LOS ANGELES, United States— Christian Siriano has dressed dozens of women for award show red carpets over the course of his label’s 10 years in business. And, although he gushes about these opportunities, he acknowledges that they’re just one of many important PR vehicles for his brand. “It's actually the relationships that have more meaning” than the events themselves, said Siriano. “Whether that's the relationship with the stylist or the relationship with the actual actress or a musician, even if we get no coverage from something, we know that there will be something later on.”
Take his relationship with the rapper Cardi B. The designer took a chance on sending her looks before she became famous, and she stuck with him during her rise, wearing the label in music videos, at award shows and to perform visibly pregnant on Saturday Night Live. Earlier this year, Siriano noticed the impact of a simple Instagram of Cardi B wearing a light purple patent leather look from his pre-fall collection that he had originally sent over for a magazine shoot. “We got so much attention from it — more than we would've gotten if it was just in a magazine,” he said.
The Oscars and other movie award shows used to be the place where a year’s most impactful celebrity fashion statements were made and monetised. I’ll never forget Gwyneth Paltrow’s pale pink Ralph Lauren ballgown at the 1999 Academy Awards, or the debate Joan Rivers had on Fashion Police about Nicole Kidman’s chartreuse Christian Dior gown by John Galliano in 1997. Back then, it was normal for fashion fans to sit down in front of a TV and watch the red carpet pre-show and the ceremony itself, and then tune in again a day later for a fashion recap. That was before the fragmentation of media, the rise of Instagram and the decline of Hollywood.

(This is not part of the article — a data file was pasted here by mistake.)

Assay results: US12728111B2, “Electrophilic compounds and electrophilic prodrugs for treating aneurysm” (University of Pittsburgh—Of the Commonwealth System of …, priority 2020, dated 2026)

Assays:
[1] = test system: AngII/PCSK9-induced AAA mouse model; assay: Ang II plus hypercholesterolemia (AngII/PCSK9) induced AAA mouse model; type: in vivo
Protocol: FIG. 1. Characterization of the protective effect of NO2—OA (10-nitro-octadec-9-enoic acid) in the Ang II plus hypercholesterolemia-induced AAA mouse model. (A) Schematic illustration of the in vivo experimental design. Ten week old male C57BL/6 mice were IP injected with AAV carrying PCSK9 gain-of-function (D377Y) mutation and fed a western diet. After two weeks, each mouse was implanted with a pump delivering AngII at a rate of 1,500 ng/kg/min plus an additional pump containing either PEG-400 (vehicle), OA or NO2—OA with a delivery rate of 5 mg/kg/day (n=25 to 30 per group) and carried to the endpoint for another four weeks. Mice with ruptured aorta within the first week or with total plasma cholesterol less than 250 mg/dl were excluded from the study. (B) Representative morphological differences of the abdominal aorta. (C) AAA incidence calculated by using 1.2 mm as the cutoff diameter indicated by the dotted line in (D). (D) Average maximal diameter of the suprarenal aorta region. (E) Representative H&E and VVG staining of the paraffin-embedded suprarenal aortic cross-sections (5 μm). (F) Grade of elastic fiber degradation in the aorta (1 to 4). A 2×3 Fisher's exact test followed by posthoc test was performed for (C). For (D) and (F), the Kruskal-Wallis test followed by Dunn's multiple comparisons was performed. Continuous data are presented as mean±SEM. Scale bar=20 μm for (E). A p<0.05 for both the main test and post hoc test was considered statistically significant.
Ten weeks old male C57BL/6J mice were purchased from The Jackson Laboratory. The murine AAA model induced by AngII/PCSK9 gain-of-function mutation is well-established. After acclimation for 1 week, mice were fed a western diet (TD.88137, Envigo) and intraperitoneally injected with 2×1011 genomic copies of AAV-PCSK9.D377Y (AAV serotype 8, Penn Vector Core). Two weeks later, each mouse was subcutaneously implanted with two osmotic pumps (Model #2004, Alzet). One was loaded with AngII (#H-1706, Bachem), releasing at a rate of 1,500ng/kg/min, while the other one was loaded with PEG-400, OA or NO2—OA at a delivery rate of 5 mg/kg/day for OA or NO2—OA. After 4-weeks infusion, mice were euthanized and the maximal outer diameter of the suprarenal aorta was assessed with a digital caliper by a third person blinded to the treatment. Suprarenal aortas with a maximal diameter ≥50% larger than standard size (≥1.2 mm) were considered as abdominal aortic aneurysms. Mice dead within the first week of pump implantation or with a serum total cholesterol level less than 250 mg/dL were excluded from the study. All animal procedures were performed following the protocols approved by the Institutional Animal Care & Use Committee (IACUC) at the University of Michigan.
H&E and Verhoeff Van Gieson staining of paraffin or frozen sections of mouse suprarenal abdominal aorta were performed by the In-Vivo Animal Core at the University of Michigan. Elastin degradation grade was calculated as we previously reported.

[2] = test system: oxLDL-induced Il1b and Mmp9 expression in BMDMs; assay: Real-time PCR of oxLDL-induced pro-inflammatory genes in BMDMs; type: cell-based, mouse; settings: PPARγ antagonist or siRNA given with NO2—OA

Can a celebrity simply post that photo on social media and reach 129 million people in the click of a button?
“I would say it's less important than it ever has been before,” said Simon Huck, principal of Command Entertainment Group, which matches brands with celebrity and influencer endorsers, of award show publicity. “Do we need to have the celebrity on a red carpet? Or can a celebrity simply post that photo on social media and reach 129 million people in the click of a button?”
According to a recent Hollywood Reporter/Morning Consult poll, 44 percent of Americans never watch award show red carpet coverage. Only 6 percent of the 2,203 respondents said they watch for the fashion. Ratings of the Oscars themselves are also in steep decline. In the late 1990s, over 40 million people would consistently tune into the annual Academy Awards telecast. Last year, only 26.5 million viewers watched the ceremony, its smallest audience in five decades. (For comparison, television viewership of the Superbowl has also dipped in recent years, as more and more people turn to digital streaming services, but the game's television audience remains way ahead of late-1990s figures, with 98.2 million viewers in 2019, up from 83.7 million in 1999).